The March equinox occurs this year at 16:15 UTC on March 20. This is the moment when the subsolar point crosses the equator headed north. The line of day and night as seen on a map as above (produced by Earth and Moon Viewer using NASA imagery with snow and ice cover representative of March) is vertical, indicating that day and night are of equal duration everywhere on Earth. The terminator (day/night line, not killer robots from the future) appears to curve near the poles because of the projection of the spherical Earth onto a flat map. Here is a view of the Earth above the terminator at the moment of equinox.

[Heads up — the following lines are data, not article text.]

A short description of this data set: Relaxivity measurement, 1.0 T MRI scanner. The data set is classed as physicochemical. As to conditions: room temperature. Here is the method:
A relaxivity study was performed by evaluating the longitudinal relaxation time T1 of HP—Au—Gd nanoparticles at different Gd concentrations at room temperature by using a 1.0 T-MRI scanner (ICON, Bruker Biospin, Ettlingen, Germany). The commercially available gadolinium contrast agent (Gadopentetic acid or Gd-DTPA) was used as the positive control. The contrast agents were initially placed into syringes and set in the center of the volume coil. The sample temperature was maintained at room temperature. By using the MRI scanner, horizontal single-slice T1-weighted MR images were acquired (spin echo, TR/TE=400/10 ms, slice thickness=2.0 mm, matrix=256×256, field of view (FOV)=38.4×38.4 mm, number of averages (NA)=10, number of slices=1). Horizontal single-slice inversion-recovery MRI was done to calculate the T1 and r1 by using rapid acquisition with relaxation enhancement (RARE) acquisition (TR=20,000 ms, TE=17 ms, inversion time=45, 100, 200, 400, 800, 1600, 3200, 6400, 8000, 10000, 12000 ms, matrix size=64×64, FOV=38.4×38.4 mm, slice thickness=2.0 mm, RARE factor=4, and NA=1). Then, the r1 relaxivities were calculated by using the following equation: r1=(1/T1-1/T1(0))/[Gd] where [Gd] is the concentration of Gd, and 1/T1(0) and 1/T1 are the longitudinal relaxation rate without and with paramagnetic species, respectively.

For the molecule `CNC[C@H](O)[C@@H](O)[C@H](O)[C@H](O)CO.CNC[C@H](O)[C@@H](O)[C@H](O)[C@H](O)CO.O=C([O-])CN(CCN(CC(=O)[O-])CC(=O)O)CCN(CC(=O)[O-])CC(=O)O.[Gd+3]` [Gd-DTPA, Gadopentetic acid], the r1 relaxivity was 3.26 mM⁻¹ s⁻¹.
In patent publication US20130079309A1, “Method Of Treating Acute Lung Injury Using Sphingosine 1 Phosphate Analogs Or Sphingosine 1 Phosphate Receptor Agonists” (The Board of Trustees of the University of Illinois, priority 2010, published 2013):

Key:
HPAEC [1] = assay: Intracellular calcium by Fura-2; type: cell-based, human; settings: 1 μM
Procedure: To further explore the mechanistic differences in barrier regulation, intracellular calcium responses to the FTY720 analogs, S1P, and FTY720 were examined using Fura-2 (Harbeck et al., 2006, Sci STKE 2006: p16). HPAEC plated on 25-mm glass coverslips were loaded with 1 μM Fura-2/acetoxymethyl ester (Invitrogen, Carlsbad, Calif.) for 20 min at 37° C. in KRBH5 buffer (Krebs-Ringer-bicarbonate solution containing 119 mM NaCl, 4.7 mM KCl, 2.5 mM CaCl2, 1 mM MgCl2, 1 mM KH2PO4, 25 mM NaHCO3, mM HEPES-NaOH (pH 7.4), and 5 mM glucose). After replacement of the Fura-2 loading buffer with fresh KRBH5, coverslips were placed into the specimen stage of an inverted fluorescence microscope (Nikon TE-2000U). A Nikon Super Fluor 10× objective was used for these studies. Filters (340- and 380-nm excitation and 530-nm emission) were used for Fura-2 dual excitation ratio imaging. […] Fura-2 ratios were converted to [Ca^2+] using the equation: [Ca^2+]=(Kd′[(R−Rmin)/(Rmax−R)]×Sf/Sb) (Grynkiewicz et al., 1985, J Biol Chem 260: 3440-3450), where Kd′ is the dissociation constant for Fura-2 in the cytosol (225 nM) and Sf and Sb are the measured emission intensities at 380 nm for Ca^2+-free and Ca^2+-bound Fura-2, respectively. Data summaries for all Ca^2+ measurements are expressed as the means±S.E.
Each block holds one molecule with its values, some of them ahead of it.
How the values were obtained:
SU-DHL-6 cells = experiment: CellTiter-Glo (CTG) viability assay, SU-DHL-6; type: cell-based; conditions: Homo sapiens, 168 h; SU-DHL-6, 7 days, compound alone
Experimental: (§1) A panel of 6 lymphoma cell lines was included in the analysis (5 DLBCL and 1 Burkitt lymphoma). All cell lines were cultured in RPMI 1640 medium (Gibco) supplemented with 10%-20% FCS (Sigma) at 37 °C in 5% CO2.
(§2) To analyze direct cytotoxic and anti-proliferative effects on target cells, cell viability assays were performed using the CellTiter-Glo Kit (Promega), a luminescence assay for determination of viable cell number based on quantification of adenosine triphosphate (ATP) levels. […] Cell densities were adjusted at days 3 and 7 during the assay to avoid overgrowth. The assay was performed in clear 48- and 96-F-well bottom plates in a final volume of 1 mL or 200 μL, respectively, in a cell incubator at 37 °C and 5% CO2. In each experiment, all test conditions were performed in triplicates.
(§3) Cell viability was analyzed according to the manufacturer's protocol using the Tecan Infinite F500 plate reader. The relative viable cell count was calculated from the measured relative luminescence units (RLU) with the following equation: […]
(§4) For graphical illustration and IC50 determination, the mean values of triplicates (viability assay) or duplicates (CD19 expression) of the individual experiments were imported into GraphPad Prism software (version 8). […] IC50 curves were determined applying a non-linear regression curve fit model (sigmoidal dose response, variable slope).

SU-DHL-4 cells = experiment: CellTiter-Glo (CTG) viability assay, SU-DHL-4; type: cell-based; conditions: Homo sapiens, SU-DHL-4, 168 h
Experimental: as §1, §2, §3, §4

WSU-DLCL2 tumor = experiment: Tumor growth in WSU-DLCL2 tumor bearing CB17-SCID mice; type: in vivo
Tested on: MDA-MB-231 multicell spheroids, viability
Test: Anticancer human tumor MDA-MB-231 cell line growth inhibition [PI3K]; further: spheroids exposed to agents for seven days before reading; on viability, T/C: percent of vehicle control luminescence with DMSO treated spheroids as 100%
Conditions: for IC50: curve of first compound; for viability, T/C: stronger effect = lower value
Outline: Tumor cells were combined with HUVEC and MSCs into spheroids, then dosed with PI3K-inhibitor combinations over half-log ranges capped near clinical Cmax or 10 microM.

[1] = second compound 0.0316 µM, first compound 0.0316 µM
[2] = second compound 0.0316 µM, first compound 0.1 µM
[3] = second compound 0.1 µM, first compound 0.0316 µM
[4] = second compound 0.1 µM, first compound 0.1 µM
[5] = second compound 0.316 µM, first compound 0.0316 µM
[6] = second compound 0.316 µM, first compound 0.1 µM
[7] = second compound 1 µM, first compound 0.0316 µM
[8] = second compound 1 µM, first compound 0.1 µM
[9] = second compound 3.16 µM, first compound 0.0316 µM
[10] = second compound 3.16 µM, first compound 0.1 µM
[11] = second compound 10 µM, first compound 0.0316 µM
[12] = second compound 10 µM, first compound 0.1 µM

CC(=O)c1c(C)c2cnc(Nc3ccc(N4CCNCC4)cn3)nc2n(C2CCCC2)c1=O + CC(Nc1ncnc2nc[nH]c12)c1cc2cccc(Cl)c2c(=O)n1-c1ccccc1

Astronomers reckon sidereal time (time measured by the positions of the fixed stars as opposed to the Sun) as starting at the March equinox. Due to precession, the date of the equinox, measured in absolute terms by Julian date, changes slowly over time, completing one full revolution every 26,000 years. The date and time of the equinox measured by civil calendars varies from year to year and can occur on March 19, 20, or 21. This is due to slippage caused by leap year adjustment in the Gregorian calendar.